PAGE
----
I will look into those other two options. I’m honestly scared to get the authorities involved because these girls have shown some other signs of mental/emotional instability (in addition to the extreme extent of this bullying) and if they decided to continue the lie or even enlarge upon it, my son could be kicked out of the school, which would make transferring even harder.

I’m so sorry this is happening to your son and your family. As a senior, hearing that college students could act like this, scares me. You don’t have to tell me the school if you don’t want to, but I hope it’s not one I applied to.

  1. I heard that you can’t rush twice (this could be a sorority thing). You will have to check the rules on this. But it’s worth it if he asks the third frat and honestly explains the situation beforehand.
  2. I agree that it could escalate in a bad direction if you get the school involved- Especially with the circumstances of the situation in this day and age. I’m not sure how things would work if you took legal action. It’s his word against hers and I’m not sure who’s side the court would take.
  3. I wouldn’t advise transferring unless he literally can’t take it anymore. You would need to really consider costs, as you mentioned, since transfer student usually don’t get as much merit scholarships.
  4. Know that things will get better. If he has to change schools know that it’s for the better and part of his life plan.

Thanks! Yeah, I wonder if he could talk to the third frat…he’s just been so hurt by the rejection of the last two I guess it’s a little scary at this point. The sad part is that he was really trying to make new friends and that’s why he rushed in the first place. Ugh.

After looking up a legal definition of assault (" generally defined as intentionally putting another person in reasonable apprehension of an imminent harmful or offensive contact. Physical injury is not required." ), I think you are wise to be wary of going to school authorities in case you start something that has even worse consequences for him. Does his school have a student legal services resource? I would start there, either school specific or perhaps there are state student legal service resources. Also, it may be pertinent to know if there were any witnesses to their altercation. He should also be documenting the incidences of harassment against him.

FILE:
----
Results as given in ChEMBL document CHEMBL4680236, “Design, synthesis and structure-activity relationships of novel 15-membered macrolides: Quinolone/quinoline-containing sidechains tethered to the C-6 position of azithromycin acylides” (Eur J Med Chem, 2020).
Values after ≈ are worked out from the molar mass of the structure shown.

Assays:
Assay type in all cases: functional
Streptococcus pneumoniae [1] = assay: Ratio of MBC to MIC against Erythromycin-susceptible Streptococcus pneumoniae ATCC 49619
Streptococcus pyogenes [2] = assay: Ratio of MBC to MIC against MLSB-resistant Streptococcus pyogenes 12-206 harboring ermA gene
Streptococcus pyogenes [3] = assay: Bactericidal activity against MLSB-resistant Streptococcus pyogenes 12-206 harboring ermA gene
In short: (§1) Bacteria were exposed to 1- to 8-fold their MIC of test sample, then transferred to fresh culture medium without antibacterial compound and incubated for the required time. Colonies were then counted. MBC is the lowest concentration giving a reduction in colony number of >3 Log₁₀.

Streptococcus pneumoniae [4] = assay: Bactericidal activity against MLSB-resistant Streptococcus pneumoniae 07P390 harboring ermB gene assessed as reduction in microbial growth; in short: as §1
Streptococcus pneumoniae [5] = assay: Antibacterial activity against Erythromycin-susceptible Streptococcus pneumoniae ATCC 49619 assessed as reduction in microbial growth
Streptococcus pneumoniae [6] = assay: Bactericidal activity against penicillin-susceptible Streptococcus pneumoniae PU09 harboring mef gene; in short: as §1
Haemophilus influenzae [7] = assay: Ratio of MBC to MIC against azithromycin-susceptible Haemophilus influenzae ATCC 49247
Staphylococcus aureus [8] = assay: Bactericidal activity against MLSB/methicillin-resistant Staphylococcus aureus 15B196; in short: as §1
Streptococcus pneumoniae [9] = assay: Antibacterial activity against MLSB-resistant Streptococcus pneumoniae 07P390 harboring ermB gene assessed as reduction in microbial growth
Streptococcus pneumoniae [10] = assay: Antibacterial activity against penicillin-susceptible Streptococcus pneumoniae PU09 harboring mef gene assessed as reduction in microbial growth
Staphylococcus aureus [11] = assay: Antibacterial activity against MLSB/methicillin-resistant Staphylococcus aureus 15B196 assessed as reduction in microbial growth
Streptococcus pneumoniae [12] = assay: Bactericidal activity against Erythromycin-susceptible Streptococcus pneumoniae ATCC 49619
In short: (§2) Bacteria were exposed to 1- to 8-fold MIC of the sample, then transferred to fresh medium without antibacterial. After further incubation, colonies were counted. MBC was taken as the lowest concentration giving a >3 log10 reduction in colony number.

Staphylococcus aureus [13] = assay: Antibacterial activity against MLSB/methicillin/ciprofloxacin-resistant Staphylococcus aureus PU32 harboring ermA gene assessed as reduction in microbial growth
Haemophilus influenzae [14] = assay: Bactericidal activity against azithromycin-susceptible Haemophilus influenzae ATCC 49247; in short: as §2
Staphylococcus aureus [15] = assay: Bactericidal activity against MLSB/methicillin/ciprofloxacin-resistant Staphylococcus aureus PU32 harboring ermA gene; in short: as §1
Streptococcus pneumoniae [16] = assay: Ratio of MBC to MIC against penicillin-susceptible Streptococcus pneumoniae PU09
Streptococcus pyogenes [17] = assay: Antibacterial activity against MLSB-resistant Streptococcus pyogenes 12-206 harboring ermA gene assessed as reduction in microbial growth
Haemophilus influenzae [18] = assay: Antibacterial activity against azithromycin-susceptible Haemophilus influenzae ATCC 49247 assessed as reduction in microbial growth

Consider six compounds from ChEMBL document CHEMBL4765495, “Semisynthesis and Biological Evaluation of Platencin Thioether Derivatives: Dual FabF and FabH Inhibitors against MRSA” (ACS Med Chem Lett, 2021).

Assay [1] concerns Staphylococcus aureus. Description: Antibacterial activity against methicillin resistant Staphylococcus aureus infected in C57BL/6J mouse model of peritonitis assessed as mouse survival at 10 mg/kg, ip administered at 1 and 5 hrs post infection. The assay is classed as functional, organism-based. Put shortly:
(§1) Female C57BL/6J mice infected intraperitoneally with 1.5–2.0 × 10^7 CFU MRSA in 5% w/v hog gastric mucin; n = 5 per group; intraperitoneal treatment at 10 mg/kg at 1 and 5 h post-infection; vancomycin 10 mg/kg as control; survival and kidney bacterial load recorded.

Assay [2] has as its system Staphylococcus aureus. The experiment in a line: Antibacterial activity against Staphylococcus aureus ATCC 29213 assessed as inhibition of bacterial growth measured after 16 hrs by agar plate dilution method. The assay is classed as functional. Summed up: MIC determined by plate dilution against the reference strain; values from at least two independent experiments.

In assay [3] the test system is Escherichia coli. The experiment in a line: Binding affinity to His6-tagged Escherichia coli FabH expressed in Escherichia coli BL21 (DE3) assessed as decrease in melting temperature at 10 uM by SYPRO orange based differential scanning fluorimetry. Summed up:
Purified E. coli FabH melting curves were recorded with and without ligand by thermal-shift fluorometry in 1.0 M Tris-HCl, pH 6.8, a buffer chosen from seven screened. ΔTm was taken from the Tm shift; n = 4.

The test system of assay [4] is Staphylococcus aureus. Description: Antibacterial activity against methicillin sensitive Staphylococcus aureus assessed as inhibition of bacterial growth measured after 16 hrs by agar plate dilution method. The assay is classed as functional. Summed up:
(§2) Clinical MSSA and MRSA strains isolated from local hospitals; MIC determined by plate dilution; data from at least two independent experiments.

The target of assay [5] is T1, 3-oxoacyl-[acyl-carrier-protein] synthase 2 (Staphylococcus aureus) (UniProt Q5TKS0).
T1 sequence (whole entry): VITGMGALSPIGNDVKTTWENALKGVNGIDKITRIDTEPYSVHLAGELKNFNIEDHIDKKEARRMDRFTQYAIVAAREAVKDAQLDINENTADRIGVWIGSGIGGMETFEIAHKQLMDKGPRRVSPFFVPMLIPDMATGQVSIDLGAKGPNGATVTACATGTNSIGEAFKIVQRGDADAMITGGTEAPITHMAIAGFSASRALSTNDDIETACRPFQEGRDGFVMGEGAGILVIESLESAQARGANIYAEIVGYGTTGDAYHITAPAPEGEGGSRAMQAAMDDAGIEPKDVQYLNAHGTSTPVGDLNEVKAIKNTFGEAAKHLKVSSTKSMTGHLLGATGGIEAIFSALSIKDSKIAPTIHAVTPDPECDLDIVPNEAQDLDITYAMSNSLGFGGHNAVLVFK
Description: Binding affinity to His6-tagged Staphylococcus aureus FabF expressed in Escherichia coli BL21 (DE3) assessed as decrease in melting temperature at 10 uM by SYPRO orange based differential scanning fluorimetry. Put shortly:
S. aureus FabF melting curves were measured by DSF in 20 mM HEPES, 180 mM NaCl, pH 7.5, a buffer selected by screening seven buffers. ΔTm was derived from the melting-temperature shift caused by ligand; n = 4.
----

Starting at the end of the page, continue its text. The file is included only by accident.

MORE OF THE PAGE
Very sorry to read this. Your family, your son in particular, need outside guidance to deal with this situation. Perhaps legal advice, and therapeutic.

His ability to remain at this school and thrive can’t happen if a situation continues to simmer, not go away, and potentially build into something worse. If there is a “narrative,” and he has no say in the direction it goes, or any say in what his version of events were, who knows where this could lead? Take action to re-build his confidence, and grow friendships in other parts of the school.

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Contact the Dean and hire a lawyer. Tell your son to delete all social media and do not engage with crazy people online or in person. Stay calm. Your son needs protection and these bullies need to learn there are repercussions to bullying. Perhaps the bullies need to be expelled from the school.


Thanks…we will look into what can be done. He just changed dorm rooms recently and we are hoping the bullies will finally leave him alone. If they will, then he might be able to stay at the school and rush with some different frats next fall. At the same time I am telling him to get his gpa as high as possible this semester, in case he does have to transfer.

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I just wanted to add that I am so very sorry about this situation. It is really awful and I can only imagine how difficult it would be for your son. I know you’ll continue to get good advice from folks here. And I wish you and your son the very best.


Thanks <3

Verbal assault is a crime in many jurisdictions.

Your son needs a fresh start, but social media can enable this group of 11 to harm his reputation anywhere.

This is a difficult situation.

P.S. I am sending a brief PM to you.


Given that verbal assault is considered a crime, what happens if a fight is between two parties? (This is a straightforward question, not meant to be argumentative.)

Also, if the person in this scenario is still on campus attempting to function, and has been sought out and confronted by other parties, what would be the next steps?

What does a fresh start in this situation mean? Can it be resolved first? Agree on the social media angle.

Again, these are honest questions on best practices in a difficult sitation.

But if there was yelling by both parties then wouldn’t the verbal assault go both ways?


I believe verbal assault involves threatening harm, as in “I’m going to kill you” or “I’m going to break your arm”. I don’t think having a yelling match necessarily qualifies depending on what was said. This in no way means that you shouldn’t consult an attorney. I think that’s definitely the prudent thing to do, especially if the only witnesses to the verbal fight were the bully’s friends.